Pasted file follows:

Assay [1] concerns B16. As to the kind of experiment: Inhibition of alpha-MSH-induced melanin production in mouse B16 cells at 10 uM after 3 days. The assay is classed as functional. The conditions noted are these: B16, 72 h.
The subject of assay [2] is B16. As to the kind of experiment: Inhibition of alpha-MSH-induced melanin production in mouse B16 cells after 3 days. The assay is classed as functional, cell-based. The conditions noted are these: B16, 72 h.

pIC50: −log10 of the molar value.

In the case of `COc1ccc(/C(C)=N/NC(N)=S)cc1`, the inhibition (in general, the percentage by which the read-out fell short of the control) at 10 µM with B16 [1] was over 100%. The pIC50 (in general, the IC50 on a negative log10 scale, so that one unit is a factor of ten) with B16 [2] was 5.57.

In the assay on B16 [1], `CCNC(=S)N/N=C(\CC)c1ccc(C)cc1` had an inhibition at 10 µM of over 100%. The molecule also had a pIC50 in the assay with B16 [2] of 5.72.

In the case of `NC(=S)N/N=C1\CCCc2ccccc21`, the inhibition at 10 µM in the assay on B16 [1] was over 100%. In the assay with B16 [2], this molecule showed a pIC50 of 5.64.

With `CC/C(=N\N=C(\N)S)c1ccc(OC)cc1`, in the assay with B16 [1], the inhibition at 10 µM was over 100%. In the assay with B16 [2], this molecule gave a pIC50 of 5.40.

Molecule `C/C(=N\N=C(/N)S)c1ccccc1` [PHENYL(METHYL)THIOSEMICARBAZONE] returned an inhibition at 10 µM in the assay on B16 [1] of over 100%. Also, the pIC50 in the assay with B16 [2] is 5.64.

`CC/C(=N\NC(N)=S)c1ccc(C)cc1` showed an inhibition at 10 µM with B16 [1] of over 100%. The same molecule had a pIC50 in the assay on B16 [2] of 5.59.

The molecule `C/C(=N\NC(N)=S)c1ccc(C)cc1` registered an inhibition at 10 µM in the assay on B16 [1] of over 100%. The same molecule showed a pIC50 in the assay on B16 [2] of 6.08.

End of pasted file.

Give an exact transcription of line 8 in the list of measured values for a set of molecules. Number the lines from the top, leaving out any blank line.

Molecule `C/C(=N\N=C(/N)S)c1ccccc1` [PHENYL(METHYL)THIOSEMICARBAZONE] returned an inhibition at 10 µM in the assay on B16 [1] of over 100%. Also, the pIC50 in the assay with B16 [2] is 5.64.